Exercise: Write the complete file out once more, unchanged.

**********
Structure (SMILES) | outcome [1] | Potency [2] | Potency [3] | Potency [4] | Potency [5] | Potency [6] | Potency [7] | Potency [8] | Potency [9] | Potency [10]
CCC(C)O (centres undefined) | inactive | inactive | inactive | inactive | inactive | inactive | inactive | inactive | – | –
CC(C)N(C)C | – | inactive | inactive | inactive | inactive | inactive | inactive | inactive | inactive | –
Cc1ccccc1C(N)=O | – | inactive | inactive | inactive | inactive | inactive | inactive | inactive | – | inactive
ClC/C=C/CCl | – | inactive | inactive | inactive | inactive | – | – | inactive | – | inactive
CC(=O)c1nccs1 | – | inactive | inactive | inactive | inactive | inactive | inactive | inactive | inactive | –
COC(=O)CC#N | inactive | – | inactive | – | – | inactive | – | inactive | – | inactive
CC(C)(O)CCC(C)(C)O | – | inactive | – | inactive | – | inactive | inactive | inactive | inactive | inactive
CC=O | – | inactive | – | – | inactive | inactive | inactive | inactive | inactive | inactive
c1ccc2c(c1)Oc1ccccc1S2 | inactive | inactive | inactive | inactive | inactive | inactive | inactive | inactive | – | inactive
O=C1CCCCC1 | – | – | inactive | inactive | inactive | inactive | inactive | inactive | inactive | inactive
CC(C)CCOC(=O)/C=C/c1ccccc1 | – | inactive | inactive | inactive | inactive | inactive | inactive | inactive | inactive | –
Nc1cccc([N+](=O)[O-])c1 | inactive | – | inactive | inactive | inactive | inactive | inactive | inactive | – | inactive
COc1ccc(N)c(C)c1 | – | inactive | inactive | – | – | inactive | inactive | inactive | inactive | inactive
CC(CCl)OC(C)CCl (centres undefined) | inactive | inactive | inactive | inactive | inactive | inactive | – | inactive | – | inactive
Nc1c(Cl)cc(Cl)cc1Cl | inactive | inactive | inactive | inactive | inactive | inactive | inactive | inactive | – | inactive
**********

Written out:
Structure (SMILES) | outcome [1] | Potency [2] | Potency [3] | Potency [4] | Potency [5] | Potency [6] | Potency [7] | Potency [8] | Potency [9] | Potency [10]
CCC(C)O (centres undefined) | inactive | inactive | inactive | inactive | inactive | inactive | inactive | inactive | – | –
CC(C)N(C)C | – | inactive | inactive | inactive | inactive | inactive | inactive | inactive | inactive | –
Cc1ccccc1C(N)=O | – | inactive | inactive | inactive | inactive | inactive | inactive | inactive | – | inactive
ClC/C=C/CCl | – | inactive | inactive | inactive | inactive | – | – | inactive | – | inactive
CC(=O)c1nccs1 | – | inactive | inactive | inactive | inactive | inactive | inactive | inactive | inactive | –
COC(=O)CC#N | inactive | – | inactive | – | – | inactive | – | inactive | – | inactive
CC(C)(O)CCC(C)(C)O | – | inactive | – | inactive | – | inactive | inactive | inactive | inactive | inactive
CC=O | – | inactive | – | – | inactive | inactive | inactive | inactive | inactive | inactive
c1ccc2c(c1)Oc1ccccc1S2 | inactive | inactive | inactive | inactive | inactive | inactive | inactive | inactive | – | inactive
O=C1CCCCC1 | – | – | inactive | inactive | inactive | inactive | inactive | inactive | inactive | inactive
CC(C)CCOC(=O)/C=C/c1ccccc1 | – | inactive | inactive | inactive | inactive | inactive | inactive | inactive | inactive | –
Nc1cccc([N+](=O)[O-])c1 | inactive | – | inactive | inactive | inactive | inactive | inactive | inactive | – | inactive
COc1ccc(N)c(C)c1 | – | inactive | inactive | – | – | inactive | inactive | inactive | inactive | inactive
CC(CCl)OC(C)CCl (centres undefined) | inactive | inactive | inactive | inactive | inactive | inactive | – | inactive | – | inactive
Nc1c(Cl)cc(Cl)cc1Cl | inactive | inactive | inactive | inactive | inactive | inactive | inactive | inactive | – | inactive